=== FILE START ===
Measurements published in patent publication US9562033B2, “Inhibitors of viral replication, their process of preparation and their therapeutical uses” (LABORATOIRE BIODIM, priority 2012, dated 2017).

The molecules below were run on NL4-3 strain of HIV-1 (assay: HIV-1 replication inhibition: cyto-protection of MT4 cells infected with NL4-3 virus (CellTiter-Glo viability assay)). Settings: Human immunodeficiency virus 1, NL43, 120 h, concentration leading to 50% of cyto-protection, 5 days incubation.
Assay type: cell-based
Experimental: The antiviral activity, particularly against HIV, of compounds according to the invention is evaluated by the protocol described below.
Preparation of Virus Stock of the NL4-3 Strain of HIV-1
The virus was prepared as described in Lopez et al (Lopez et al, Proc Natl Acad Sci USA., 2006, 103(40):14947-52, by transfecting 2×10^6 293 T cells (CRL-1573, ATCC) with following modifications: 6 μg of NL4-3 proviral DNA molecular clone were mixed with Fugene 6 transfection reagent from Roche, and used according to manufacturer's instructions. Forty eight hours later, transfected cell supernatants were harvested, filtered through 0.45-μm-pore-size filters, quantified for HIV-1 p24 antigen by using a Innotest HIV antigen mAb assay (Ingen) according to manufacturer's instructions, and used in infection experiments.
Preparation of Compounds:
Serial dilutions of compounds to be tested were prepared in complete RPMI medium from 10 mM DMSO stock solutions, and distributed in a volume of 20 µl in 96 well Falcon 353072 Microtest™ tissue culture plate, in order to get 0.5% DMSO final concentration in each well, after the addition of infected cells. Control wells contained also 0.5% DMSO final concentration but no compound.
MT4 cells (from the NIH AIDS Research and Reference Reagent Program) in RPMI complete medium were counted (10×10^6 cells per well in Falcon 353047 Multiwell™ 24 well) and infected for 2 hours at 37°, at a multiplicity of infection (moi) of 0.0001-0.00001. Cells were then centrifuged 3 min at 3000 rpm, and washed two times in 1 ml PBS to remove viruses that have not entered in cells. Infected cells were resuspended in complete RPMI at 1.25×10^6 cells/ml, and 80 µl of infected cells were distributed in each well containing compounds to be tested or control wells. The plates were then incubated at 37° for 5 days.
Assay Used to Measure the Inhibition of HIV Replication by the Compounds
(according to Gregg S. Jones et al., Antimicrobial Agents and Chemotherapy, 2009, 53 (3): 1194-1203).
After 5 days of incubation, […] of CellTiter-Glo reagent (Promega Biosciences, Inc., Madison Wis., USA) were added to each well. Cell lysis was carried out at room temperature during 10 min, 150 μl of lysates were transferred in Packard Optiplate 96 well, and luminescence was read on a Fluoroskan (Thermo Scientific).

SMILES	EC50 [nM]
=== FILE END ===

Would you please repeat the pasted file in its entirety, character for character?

Measurements published in patent publication US9562033B2, “Inhibitors of viral replication, their process of preparation and their therapeutical uses” (LABORATOIRE BIODIM, priority 2012, dated 2017).

The molecules below were run on NL4-3 strain of HIV-1 (assay: HIV-1 replication inhibition: cyto-protection of MT4 cells infected with NL4-3 virus (CellTiter-Glo viability assay)). Settings: Human immunodeficiency virus 1, NL43, 120 h, concentration leading to 50% of cyto-protection, 5 days incubation.
Assay type: cell-based
Experimental: The antiviral activity, particularly against HIV, of compounds according to the invention is evaluated by the protocol described below.
Preparation of Virus Stock of the NL4-3 Strain of HIV-1
The virus was prepared as described in Lopez et al (Lopez et al, Proc Natl Acad Sci USA., 2006, 103(40):14947-52, by transfecting 2×10^6 293 T cells (CRL-1573, ATCC) with following modifications: 6 μg of NL4-3 proviral DNA molecular clone were mixed with Fugene 6 transfection reagent from Roche, and used according to manufacturer's instructions. Forty eight hours later, transfected cell supernatants were harvested, filtered through 0.45-μm-pore-size filters, quantified for HIV-1 p24 antigen by using a Innotest HIV antigen mAb assay (Ingen) according to manufacturer's instructions, and used in infection experiments.
Preparation of Compounds:
Serial dilutions of compounds to be tested were prepared in complete RPMI medium from 10 mM DMSO stock solutions, and distributed in a volume of 20 µl in 96 well Falcon 353072 Microtest™ tissue culture plate, in order to get 0.5% DMSO final concentration in each well, after the addition of infected cells. Control wells contained also 0.5% DMSO final concentration but no compound.
MT4 cells (from the NIH AIDS Research and Reference Reagent Program) in RPMI complete medium were counted (10×10^6 cells per well in Falcon 353047 Multiwell™ 24 well) and infected for 2 hours at 37°, at a multiplicity of infection (moi) of 0.0001-0.00001. Cells were then centrifuged 3 min at 3000 rpm, and washed two times in 1 ml PBS to remove viruses that have not entered in cells. Infected cells were resuspended in complete RPMI at 1.25×10^6 cells/ml, and 80 µl of infected cells were distributed in each well containing compounds to be tested or control wells. The plates were then incubated at 37° for 5 days.
Assay Used to Measure the Inhibition of HIV Replication by the Compounds
(according to Gregg S. Jones et al., Antimicrobial Agents and Chemotherapy, 2009, 53 (3): 1194-1203).
After 5 days of incubation, […] of CellTiter-Glo reagent (Promega Biosciences, Inc., Madison Wis., USA) were added to each well. Cell lysis was carried out at room temperature during 10 min, 150 μl of lysates were transferred in Packard Optiplate 96 well, and luminescence was read on a Fluoroskan (Thermo Scientific).

SMILES	EC50 [nM]